Lucky Sibiya “The Umabatha Series”
Handprinted woodcuts by South African artist Lucky Sibiya based on the theatrical play Umabatha by Welcome Msomi. (South African Playwright)
The play portrays historical Zulu events woven around Shakespeare’s plot in Macbeth, the time period is early 19th century during the reign of the Zulu Kings Shaka and Dingane.
Inspired by Msomi adaptation of this classic drama, Sibiya combined abstract and folk art to produce a portfolio of 15 woodcuts that featured in the South African Exhibition in Canberra where it was well received.
The Umabatha series was part of the Pelmama PermanentArt Collection and was donated to Oliewenhuis Art Museum by the Haenggi Foundation in 2006.
Sibiya participated in numerous group exhibitions held throughout SA and in Swaziland, the UK, Australia, Botswana, France, West Germany and the USA. He was invited to participate in “Historical Perspective of Black Art in South Africa 1930-1986”, Alliance Francaise, Pretoria and “The Neglected Tradition” an exhibition held at the Johannesburg Art Gallery in 1988-89. The Everard Read Gallery – “South Africa’s finest painters” April 1996.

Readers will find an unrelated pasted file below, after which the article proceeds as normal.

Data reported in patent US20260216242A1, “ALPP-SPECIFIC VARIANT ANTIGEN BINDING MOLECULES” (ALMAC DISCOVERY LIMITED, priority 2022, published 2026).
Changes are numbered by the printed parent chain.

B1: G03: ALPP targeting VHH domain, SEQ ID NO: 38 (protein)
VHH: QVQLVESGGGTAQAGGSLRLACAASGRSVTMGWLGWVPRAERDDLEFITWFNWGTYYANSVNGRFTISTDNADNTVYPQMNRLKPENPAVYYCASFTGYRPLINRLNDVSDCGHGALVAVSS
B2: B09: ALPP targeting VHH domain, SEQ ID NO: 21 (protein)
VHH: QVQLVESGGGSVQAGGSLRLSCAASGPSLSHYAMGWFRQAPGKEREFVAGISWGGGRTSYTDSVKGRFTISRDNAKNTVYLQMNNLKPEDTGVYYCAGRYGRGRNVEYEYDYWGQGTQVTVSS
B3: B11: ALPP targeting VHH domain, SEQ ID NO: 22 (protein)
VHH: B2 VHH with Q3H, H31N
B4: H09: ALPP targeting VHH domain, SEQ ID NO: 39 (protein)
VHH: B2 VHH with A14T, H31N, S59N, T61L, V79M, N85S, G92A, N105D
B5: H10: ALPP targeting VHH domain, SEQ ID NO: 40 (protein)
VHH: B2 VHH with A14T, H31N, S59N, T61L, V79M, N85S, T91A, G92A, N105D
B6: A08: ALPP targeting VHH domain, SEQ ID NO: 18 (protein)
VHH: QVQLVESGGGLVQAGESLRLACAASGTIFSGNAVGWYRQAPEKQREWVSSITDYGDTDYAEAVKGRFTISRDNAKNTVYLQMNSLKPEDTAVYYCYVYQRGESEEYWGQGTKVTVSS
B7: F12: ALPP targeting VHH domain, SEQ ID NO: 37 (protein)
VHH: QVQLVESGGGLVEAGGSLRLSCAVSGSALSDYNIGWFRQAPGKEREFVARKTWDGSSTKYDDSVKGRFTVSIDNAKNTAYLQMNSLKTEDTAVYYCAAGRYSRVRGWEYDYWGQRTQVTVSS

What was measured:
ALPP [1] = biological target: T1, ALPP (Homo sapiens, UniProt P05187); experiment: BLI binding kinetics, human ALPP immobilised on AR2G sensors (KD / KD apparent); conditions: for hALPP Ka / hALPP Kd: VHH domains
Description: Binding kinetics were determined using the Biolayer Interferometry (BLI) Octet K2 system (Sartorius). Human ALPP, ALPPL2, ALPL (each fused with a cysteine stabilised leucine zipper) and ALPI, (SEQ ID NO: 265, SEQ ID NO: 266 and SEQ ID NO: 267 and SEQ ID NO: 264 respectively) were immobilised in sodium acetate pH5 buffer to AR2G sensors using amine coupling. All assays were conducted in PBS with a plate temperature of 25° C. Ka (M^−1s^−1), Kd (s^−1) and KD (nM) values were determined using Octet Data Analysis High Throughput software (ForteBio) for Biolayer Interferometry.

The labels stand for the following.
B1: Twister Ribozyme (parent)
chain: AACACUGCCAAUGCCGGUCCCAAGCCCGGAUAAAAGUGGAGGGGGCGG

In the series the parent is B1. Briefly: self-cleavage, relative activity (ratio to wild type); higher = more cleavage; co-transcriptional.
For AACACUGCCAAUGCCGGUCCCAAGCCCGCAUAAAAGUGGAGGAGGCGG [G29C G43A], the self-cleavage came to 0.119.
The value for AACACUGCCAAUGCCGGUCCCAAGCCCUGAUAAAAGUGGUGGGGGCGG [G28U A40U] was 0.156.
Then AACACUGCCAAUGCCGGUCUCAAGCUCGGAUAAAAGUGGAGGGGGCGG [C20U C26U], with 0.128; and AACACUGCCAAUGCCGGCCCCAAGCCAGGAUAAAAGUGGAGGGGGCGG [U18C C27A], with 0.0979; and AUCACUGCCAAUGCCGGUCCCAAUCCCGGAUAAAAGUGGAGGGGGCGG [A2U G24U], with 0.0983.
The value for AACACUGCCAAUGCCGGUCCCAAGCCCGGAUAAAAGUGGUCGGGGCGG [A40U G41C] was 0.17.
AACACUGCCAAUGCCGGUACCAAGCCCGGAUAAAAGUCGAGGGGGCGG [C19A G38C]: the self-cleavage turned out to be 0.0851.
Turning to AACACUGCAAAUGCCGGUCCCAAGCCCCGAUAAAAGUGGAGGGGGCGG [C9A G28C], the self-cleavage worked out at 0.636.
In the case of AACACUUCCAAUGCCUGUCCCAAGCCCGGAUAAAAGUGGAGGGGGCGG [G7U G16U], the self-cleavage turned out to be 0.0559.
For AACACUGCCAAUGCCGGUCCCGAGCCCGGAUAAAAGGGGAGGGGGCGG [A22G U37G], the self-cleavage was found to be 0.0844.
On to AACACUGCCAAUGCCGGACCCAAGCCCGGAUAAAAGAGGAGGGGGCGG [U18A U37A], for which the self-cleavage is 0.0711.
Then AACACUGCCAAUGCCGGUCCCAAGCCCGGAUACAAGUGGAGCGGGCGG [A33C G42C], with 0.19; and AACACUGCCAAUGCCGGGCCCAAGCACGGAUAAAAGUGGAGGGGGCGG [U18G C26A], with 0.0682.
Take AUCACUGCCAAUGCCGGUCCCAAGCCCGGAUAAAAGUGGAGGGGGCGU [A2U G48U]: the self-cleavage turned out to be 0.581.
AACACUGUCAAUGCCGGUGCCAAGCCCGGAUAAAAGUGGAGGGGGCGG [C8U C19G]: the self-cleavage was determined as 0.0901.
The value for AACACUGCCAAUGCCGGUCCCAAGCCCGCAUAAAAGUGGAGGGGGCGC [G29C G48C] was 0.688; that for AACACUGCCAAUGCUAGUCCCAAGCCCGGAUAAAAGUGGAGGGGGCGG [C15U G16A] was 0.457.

His work can be found in the collections of:
University of Fort Hare, Berliner Missionwerk Library Berlin, University of Witwatersrand, SA Broadcasting Corporation Johannesburg to name a few. He is also represented in numerous Corporate Collections in South Africa, the UK and the USA.
Lucky Sibiya died in a road traffic accident on the 24th of January 1999.
Anon (n.d.). Artists | Everard Read Gallery Johannesburg
Anon (n.d.). Lucky Sibiya | South African History Online. Available from: https://www.sahistory.org.za/people/lucky-sibiya.
© Lucky Madlo Sibiya. All Rights Reserved 2022
Handprinted Coloured Woodcuts Edition of 225, Framed Size 83 x 62 cm, Paper size 72 x 51 cm, Image Size 57 x 40 cm. £350 each
Published by Gallery 21 London and Johannesburg in a limited edition of 1 to 225 plus 10 artist’s proofs.
Printed on handpress on Schoellerhammer Antik Paper and handbound by J.P. Scott Johannesburg 1975